Photo Credit: Newton Public Schools
F.A.Day Middle School in Newton, Massachusetts (file photo)

Are high schools fueling negative attitudes about Israel? Does the upsurge of anti-Israel events on college campuses reflect students already harboring hostile views?

A new study reveals strikingly tilted and inaccurate information is being purveyed in a prominent school system.


The Committee for Accuracy in Middle East Reporting in America (CAMERA) was enlisted to examine educational materials in Newton, Massachusetts where controversy had arisen about bias in the curriculum. Their findings indicate notable problems in the presentation of the Arab-Israeli conflict.

The Committee for Accuracy in Middle East Reporting in America (CAMERA) is the world’s oldest and largest non-partisan Middle East media-monitoring and research organization.

“The troubling issues in Newton are a window on a national problem,” said Andrea Levin, CAMERA’s Executive Director. “We’ve been hearing about classroom problems for years. And now we’ve seen up close the realities in a prestigious school system.”

CAMERA got involved after frustrated citizens resorted to a FOIA, a Freedom of Information Act, legal measure to gain access to materials used in the classroom. School officials had refused to supply the information.

Concerns were first sparked in 2011 when a 10th grader complained to her father about an assigned reading that accused Israel of torturing and killing “several hundred Palestinian women.” When the parent complained to the teacher and other school officials about the baseless and incendiary statement, his concerns were rebuffed.

CAMERA’s exhaustive review of the curriculum revealed a decidedly skewed depiction of the Arab-Israeli conflict in which terrorism against Israel, continuous rejection of Israel by the Palestinian leadership and hate-indoctrination against Israel were all virtually invisible. The ideological dimension of the conflict was essentially erased. Instead, the message was that problems between the parties are nothing more than a border dispute. Not surprisingly, remaking the facts to omit the genocidal goals of Hamas, the rejection by the Palestinian Authority of every peace offer from the Israelis leads to highly deceptive teaching.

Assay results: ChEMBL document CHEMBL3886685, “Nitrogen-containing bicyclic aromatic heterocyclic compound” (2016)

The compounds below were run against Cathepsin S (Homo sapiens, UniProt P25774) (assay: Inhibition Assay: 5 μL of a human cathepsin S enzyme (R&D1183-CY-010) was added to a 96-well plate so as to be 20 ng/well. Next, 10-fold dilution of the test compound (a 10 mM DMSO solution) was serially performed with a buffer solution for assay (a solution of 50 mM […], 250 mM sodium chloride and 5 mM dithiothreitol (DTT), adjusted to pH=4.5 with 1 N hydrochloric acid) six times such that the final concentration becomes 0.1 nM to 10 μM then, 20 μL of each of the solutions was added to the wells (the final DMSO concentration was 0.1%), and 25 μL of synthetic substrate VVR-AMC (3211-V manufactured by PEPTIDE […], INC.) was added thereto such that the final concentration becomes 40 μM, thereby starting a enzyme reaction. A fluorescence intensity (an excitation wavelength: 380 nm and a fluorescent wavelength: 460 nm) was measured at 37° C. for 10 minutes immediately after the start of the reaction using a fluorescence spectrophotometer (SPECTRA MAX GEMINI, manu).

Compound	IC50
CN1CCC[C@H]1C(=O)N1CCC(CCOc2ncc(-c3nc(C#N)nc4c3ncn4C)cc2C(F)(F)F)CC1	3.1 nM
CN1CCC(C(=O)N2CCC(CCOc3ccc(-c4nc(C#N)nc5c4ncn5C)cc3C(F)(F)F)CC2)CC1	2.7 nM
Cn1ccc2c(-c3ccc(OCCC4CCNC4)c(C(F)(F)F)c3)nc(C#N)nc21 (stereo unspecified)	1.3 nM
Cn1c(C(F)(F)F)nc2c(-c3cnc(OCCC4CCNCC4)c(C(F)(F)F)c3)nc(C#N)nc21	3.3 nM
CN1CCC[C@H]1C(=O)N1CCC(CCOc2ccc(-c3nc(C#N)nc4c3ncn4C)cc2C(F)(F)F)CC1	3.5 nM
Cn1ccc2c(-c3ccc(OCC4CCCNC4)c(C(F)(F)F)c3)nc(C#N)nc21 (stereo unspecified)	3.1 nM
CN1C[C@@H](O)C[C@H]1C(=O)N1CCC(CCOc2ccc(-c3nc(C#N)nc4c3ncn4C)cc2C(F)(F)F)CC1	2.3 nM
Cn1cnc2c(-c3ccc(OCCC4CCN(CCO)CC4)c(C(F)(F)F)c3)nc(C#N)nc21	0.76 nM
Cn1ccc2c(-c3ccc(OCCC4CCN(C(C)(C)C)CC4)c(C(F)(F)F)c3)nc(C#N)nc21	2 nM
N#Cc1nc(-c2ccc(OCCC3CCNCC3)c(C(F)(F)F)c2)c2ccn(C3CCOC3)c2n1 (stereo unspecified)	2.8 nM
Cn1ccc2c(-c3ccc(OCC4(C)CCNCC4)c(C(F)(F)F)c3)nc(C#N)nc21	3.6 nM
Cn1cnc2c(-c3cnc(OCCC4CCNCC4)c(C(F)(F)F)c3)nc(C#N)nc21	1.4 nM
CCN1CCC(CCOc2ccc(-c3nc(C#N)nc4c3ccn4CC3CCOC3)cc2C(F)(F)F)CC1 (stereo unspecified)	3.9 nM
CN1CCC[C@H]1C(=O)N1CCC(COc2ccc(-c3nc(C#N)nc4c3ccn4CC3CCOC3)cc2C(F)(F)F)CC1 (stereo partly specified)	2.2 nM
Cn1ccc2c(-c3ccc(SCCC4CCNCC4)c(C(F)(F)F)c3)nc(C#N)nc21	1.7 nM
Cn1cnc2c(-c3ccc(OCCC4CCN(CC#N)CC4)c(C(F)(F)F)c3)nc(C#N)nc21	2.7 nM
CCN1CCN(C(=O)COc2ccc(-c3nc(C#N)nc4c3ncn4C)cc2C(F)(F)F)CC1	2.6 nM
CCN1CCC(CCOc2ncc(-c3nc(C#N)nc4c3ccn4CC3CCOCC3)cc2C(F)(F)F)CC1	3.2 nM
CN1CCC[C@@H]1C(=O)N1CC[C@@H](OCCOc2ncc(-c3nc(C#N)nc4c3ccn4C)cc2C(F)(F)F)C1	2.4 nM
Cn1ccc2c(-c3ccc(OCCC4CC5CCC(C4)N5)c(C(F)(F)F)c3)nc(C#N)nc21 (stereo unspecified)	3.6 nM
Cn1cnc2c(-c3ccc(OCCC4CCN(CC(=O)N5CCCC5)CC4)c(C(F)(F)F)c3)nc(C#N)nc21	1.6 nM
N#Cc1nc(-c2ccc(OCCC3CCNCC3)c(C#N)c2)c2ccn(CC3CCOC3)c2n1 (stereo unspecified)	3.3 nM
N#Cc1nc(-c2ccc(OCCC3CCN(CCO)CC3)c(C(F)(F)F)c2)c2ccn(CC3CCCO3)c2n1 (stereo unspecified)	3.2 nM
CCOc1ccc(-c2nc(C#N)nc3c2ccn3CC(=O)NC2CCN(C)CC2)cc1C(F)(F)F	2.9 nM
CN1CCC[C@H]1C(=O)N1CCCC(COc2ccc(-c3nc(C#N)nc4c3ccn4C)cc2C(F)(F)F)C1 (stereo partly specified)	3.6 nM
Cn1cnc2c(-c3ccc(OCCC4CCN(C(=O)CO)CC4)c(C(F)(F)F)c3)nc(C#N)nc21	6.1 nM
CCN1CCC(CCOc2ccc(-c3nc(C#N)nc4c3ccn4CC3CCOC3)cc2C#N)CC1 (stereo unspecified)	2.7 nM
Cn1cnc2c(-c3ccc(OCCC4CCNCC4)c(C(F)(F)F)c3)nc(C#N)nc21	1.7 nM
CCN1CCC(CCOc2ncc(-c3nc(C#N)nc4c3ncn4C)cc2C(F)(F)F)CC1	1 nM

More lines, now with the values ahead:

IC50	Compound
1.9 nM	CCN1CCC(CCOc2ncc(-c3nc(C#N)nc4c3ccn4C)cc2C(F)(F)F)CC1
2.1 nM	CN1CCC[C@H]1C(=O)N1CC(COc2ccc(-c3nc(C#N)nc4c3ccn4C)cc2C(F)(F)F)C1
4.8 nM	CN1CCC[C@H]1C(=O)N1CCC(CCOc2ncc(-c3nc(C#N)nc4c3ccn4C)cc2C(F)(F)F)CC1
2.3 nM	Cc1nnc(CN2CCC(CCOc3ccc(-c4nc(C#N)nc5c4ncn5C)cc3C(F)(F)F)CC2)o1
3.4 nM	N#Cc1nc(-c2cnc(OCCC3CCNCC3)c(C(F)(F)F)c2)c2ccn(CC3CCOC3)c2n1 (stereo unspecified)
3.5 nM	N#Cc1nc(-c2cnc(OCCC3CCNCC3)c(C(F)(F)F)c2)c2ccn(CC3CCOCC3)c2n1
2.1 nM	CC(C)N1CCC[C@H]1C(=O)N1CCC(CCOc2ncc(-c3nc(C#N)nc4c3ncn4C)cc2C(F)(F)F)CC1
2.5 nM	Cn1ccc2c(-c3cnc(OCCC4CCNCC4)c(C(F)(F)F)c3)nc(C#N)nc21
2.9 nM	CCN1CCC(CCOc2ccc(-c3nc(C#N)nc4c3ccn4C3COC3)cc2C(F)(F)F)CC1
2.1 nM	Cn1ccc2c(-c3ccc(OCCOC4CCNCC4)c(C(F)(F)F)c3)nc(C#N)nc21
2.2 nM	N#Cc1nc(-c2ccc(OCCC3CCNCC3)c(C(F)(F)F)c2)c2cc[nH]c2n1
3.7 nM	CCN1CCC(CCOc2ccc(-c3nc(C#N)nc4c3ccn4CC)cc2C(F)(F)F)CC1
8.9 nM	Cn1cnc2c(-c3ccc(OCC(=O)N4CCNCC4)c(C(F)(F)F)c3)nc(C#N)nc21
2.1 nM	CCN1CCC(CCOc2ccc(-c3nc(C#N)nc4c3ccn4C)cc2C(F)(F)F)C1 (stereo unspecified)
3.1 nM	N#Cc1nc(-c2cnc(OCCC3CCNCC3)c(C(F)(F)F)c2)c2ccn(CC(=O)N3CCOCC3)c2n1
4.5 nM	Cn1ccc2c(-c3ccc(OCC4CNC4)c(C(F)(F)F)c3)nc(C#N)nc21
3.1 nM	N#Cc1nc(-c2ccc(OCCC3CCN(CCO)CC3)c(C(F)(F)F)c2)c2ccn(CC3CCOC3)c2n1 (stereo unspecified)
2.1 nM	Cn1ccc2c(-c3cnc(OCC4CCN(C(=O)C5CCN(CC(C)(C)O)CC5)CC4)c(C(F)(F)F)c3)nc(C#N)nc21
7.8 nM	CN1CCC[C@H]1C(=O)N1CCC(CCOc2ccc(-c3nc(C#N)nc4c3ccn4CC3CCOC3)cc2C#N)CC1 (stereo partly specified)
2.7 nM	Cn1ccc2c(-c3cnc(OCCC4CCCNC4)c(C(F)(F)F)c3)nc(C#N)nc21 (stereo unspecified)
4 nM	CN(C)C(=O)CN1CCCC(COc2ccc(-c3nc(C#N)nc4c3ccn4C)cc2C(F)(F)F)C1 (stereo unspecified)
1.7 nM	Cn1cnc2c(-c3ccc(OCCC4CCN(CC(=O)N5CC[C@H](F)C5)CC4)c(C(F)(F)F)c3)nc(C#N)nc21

“As school systems continue to introduce contemporary, politically contentious topics into their curricula, there are valid concerns that students may be exposed to indoctrination rather than factual, objective accounts,” says Steven Stotsky, author of CAMERA’s study. His research can be found in CAMERA’s new monograph Indoctrinating Our Youth: How a U.S. Public School Curriculum Skews the Arab-Israeli Conflict and Islam.

“All communities should review the presentation of these subjects in their school systems in order to promote scholarly, accurate materials and to remove factually inaccurate and biased curricula,” said Stotsky. “CAMERA’s new study offers concrete steps that communities can take to create positive change in our schools.”

Adding to the concern about Newton’s approach to the Arab-Israeli conflict was a May, 2-17 “Middle East Day” at one of the high schools in which hundreds of students participated. It featured a radical anti-Israel professor who actively promotes the BDS (boycott, divestment and sanctions) campaign against Israel. BDS stigmatizes Israel as an oppressor of Palestinians and seeks to delegitmize it internationally and weaken, if not destroy, it economically.

“Taken as a whole, you wonder what kind of attitudes are guiding the educational choices being made in Newton,” said Levin.

CAMERA’s monograph Indoctrinating Our Youth: How a U.S. Public School Curriculum Skews the Arab-Israeli Conflict and Islam is available at Amazon. For more information, visit the monograph website.


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Hana Levi Julian is a Middle East news analyst with a degree in Mass Communication and Journalism from Southern Connecticut State University. A past columnist with The Jewish Press and senior editor at Arutz 7, Ms. Julian has written for, and other media outlets, in addition to her years working in broadcast journalism.